Friday 9 August 2019

Look, Robot: Stanislavski Vs Brecht In Tabletop Roleplaying

I was looking for Greg Costikyan's Bestial Acts, his sketch of a 'Brechtian' RPG, but instead came across this interesting essay by Grant Howitt, Stanislavski Vs Brecht In Tabletop Roleplaying. I especially like the fact that it begins, "This is going to get pretty wanky, here, so brace yourselves", before thinking seriously about what we are doing, and what we should be trying to do, when we play our PCs. This includes section titles such as "Play your PC like an NPC" and "Don’t compromise your character’s motivations, but do get them into trouble". I certainly don't agree with everything, and find the closing passage to be inimical to 'old school' style play. 
"Remember that time you had fought your way down to the bottom of the dungeon, and you were low on healing potions and all injured and you saw a dragon in front of you, laying on its hoard, eyes glinting through the thick darkness? And collectively, even though your characters and tired and beaten up and abused and could easily go home, hire an army, come back and kill this thing with minimum risk, you say – “Fuck it, let’s do this. Imagine the stories.”"
I mean, in my book, that's a TPK right there. And a deserved TPK, in which the players have made decisions aware of the risks (and potential rewards), rather than something sprung on the players and their PCs by a poor GM. Trusting a GM to fudge in order to make a good story is corrosive to the 'game'. There are, I presume, systems which would facilitate and reward these kind of decisions, but for me, the important point is that it is the contract of the game and its procedures that does this work. And, why can't trying to recruit an army willing to venture into the depths of a terrible dungeon be an adventure in itself?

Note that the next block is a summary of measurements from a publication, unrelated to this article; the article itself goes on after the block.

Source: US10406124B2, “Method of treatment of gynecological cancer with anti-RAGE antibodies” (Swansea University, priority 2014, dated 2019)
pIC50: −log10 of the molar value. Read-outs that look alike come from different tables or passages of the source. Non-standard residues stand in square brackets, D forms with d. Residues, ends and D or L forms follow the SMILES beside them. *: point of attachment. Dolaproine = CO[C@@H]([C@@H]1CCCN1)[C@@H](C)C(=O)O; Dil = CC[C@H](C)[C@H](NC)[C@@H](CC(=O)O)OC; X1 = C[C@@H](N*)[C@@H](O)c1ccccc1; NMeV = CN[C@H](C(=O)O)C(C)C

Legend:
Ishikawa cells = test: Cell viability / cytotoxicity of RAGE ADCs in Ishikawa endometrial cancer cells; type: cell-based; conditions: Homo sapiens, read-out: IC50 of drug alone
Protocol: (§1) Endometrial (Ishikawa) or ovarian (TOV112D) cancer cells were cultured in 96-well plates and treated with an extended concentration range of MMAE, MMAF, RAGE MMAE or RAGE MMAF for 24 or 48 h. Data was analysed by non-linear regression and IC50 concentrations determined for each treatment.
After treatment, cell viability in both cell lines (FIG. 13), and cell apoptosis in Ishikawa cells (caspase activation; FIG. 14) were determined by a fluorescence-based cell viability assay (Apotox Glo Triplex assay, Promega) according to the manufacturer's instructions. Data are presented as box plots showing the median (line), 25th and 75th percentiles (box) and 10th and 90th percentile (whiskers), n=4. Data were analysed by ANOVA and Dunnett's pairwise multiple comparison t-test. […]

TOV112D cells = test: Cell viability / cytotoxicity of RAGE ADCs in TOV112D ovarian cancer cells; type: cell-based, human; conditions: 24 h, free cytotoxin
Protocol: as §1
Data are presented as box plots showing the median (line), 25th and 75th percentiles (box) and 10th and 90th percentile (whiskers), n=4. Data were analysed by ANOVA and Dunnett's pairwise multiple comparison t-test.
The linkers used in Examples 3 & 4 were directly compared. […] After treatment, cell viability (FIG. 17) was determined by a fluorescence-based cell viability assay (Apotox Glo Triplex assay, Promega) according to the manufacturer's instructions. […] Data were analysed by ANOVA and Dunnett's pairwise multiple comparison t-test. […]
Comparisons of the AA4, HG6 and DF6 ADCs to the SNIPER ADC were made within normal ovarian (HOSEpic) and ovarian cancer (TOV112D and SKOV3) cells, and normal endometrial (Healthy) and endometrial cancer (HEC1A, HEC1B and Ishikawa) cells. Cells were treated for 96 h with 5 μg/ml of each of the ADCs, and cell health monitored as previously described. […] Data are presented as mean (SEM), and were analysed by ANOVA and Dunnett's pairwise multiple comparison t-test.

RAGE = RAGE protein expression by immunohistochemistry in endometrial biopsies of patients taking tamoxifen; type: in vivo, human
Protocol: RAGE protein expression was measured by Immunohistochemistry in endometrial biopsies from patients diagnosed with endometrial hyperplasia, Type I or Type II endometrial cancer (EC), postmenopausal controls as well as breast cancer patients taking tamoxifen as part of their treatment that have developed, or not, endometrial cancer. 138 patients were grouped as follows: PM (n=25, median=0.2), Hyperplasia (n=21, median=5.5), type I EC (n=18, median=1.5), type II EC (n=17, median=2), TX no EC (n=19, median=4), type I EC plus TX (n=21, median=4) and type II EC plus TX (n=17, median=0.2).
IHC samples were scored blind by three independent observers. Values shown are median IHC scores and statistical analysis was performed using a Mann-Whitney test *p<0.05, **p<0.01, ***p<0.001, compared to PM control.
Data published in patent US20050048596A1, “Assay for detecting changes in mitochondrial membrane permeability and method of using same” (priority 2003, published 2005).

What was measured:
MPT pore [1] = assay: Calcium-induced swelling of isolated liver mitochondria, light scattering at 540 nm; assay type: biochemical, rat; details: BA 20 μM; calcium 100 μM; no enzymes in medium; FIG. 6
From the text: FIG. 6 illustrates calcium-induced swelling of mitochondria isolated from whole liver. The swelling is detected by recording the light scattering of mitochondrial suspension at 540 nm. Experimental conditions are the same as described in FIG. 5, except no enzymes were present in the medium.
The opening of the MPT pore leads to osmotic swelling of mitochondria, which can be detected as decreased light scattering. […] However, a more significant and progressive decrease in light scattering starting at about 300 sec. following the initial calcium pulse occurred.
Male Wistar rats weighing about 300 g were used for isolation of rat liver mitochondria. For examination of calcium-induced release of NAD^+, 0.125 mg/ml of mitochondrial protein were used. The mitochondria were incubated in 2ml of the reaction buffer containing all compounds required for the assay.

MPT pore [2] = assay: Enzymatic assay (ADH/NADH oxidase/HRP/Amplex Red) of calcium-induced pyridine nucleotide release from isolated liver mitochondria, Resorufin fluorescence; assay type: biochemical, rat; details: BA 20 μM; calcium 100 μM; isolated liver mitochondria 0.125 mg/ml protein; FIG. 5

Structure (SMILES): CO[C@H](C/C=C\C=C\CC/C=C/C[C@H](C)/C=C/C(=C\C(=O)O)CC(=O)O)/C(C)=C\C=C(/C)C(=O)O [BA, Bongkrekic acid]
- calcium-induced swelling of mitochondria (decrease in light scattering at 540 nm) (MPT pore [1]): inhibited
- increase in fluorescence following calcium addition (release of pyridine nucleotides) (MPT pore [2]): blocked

Nevertheless, the essay is an interesting read for a Friday afternoon.     

1 comment:

  1. I'm with you on that completely. I don't mind if my players try pulling off crazy plans, but I'm not going to make the challenges any easier for sure. When their bravery/foolishness does pay off, it's even more cherished - exactly because they triumphed against odds they were aware of. When it doesn't, well, those skeletons that signal danger in dungeons have to come from somewhere, right?